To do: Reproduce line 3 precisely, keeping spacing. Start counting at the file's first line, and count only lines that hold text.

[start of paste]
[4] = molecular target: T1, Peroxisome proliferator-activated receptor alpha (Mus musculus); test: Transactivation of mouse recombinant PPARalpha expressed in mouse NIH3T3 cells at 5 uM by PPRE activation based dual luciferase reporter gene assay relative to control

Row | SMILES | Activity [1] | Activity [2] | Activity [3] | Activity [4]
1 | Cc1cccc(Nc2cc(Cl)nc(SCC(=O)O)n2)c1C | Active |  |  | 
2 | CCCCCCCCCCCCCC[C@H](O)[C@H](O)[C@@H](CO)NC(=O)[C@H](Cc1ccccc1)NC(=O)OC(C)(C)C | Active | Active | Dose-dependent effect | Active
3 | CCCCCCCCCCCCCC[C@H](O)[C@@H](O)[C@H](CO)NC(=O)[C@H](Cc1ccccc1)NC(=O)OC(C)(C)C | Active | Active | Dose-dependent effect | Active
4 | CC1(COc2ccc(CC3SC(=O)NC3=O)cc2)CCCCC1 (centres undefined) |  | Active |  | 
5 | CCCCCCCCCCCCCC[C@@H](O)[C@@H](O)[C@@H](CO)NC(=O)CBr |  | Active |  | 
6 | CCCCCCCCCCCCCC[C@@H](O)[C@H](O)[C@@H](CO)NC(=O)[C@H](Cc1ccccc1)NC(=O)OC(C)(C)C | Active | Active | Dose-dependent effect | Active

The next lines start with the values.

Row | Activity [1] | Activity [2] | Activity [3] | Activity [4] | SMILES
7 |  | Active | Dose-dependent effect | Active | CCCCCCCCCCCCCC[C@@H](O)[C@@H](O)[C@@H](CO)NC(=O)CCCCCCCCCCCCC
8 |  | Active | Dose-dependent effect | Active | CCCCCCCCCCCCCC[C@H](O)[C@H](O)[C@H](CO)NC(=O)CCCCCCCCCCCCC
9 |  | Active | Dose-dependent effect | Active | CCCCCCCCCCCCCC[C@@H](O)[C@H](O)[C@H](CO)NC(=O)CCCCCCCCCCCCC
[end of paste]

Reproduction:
1 | Cc1cccc(Nc2cc(Cl)nc(SCC(=O)O)n2)c1C | Active |  |  | 